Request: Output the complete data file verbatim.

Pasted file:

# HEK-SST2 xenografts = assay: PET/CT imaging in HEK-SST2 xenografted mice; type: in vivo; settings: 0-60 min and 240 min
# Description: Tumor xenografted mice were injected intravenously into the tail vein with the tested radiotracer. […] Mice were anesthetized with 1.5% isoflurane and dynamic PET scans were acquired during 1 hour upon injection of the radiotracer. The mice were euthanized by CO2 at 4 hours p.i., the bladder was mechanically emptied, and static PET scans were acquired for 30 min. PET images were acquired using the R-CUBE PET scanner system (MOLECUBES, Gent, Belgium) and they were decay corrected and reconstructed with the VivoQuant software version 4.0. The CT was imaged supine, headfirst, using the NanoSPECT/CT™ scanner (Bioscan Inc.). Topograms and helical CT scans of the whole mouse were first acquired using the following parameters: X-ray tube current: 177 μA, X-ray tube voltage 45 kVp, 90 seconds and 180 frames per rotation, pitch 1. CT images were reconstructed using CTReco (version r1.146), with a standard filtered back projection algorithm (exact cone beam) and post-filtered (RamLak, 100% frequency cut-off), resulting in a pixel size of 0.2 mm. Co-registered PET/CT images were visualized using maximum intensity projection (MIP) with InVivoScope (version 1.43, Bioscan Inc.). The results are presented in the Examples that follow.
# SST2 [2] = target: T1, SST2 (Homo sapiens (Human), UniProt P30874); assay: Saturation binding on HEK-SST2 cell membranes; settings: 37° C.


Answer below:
# HEK-SST2 xenografts = assay: PET/CT imaging in HEK-SST2 xenografted mice; type: in vivo; settings: 0-60 min and 240 min
# Description: Tumor xenografted mice were injected intravenously into the tail vein with the tested radiotracer. […] Mice were anesthetized with 1.5% isoflurane and dynamic PET scans were acquired during 1 hour upon injection of the radiotracer. The mice were euthanized by CO2 at 4 hours p.i., the bladder was mechanically emptied, and static PET scans were acquired for 30 min. PET images were acquired using the R-CUBE PET scanner system (MOLECUBES, Gent, Belgium) and they were decay corrected and reconstructed with the VivoQuant software version 4.0. The CT was imaged supine, headfirst, using the NanoSPECT/CT™ scanner (Bioscan Inc.). Topograms and helical CT scans of the whole mouse were first acquired using the following parameters: X-ray tube current: 177 μA, X-ray tube voltage 45 kVp, 90 seconds and 180 frames per rotation, pitch 1. CT images were reconstructed using CTReco (version r1.146), with a standard filtered back projection algorithm (exact cone beam) and post-filtered (RamLak, 100% frequency cut-off), resulting in a pixel size of 0.2 mm. Co-registered PET/CT images were visualized using maximum intensity projection (MIP) with InVivoScope (version 1.43, Bioscan Inc.). The results are presented in the Examples that follow.
# SST2 [2] = target: T1, SST2 (Homo sapiens (Human), UniProt P30874); assay: Saturation binding on HEK-SST2 cell membranes; settings: 37° C.